The entrepreneur does not have to pay social security and health insurance premiums from tips received by his employees. Even in a situation where the legislator imposed on him the obligation to register such payments.
In May 2015, the ZUS received an application for an individual interpretation. The reason for doubts of the entrepreneur was the issue of paying premiums from tips received by the croupiers (or inspectors acting as dealers), cashiers, receptionists or employees servicing gaming machines.
The company operated casinos on the basis of a concession granted under the Gambling Act. There was a custom in them that the tips in each case went to the person running the game or serving customers. Which is not typical, because most casinos collect all the tips, and only then divide them among all employees. Although the tips were passed directly to the casino staff, this form of thanks for the service was recorded. Such an obligation results from the ordinance of the Minister of Finance of 4th of January 2010 on the documentation of entities operating in the field of gambling. And precisely because of this registration of tips, the company asked the Social Insurance Institution (ZUS) to issue an individual interpretation, so that there was no doubt that these contributions should not be paid.
In 2015, the ZUS refused to prepare such a document and the case went to court. Only the sentence issued in the second instance ordered the issuance of an individual interpretation. ZUS executed the verdict and the document shows that the employer is not obliged to pay social security and health insurance premiums from tips received by the casino employees. This is because they are not revenues earned as part of an employment relationship from an employer, but transferred by clients. Thus, ZUS agreed with the company that such funds do not constitute income within the meaning of the provisions of the tax on natural persons, achieved by employees at the employer due to employment under a contract of employment. And thus, they cannot form the basis for calculating social security contributions. The basis for such a statement is art. 18 § 1 and 2 in connection with art. 20 § 1 of the Act on the social insurance system.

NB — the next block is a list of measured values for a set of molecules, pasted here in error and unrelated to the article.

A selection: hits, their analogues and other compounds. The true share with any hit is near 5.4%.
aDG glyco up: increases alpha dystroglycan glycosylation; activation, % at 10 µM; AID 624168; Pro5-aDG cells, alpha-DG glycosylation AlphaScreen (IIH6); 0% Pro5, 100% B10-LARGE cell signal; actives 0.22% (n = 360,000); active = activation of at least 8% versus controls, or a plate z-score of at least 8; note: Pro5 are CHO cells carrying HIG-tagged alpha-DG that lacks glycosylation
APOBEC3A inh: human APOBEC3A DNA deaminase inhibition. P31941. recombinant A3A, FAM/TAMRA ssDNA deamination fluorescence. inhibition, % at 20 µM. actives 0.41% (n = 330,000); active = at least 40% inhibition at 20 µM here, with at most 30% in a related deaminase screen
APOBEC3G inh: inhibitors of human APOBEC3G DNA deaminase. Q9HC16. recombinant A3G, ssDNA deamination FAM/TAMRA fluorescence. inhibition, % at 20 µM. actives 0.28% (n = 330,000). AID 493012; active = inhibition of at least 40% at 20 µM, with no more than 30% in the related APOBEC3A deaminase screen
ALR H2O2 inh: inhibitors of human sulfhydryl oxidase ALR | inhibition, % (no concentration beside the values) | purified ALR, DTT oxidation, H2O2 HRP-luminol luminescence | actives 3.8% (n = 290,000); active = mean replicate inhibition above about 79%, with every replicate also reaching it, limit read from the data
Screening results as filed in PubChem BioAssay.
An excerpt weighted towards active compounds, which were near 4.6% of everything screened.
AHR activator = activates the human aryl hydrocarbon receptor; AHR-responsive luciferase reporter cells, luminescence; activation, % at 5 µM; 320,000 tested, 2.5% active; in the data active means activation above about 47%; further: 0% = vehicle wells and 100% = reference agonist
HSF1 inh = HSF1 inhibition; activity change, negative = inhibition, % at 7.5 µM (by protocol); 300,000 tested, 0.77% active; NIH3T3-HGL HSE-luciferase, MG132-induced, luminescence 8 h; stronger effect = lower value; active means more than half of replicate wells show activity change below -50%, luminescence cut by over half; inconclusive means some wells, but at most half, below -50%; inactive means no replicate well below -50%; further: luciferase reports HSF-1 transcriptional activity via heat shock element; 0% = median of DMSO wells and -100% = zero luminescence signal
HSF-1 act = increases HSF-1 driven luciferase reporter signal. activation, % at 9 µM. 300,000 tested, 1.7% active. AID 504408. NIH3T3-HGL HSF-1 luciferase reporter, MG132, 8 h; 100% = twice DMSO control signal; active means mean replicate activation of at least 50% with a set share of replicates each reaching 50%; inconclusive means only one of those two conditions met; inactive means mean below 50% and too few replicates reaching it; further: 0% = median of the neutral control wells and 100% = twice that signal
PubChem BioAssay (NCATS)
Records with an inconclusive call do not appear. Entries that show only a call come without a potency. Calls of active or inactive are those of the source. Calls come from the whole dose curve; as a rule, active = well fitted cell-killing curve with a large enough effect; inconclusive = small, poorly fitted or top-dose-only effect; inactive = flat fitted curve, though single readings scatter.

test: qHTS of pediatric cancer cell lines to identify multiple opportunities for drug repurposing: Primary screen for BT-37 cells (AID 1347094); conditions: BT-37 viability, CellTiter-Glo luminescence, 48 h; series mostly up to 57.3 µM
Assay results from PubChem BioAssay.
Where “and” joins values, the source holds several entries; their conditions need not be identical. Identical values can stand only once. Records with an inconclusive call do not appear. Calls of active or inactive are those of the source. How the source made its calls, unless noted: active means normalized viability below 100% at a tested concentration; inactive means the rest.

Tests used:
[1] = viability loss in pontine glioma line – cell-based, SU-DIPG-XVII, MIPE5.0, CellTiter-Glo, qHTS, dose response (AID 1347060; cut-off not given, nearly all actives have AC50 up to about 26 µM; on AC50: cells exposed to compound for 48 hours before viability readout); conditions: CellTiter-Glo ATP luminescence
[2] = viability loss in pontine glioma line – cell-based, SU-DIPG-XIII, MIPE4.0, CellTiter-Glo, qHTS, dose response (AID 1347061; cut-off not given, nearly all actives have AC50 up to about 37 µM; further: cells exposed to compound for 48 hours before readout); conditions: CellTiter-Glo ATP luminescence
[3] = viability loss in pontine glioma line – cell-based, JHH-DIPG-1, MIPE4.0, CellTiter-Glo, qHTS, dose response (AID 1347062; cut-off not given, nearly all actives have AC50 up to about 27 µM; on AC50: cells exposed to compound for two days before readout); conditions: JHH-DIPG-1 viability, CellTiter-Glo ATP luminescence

There, it was unequivocally indicated that the basis for contributions is only taxable income.
The exclusion from the tip value basis also applies to health insurance premiums. According to art. 81 § 1 of the Act of 27th of August 2004 on healthcare benefits financed from public funds to determine the basis for assessing contributions to health insurance for employees, the provisions determining the basis for assessing contributions to pension and disability insurance apply.
Thus, since tipping is not included in the basis for the assessment of retirement and health insurance contributions, it cannot be used to determine the amount of contributions to the Labor Fund and the Guaranteed Employee Benefits Fund.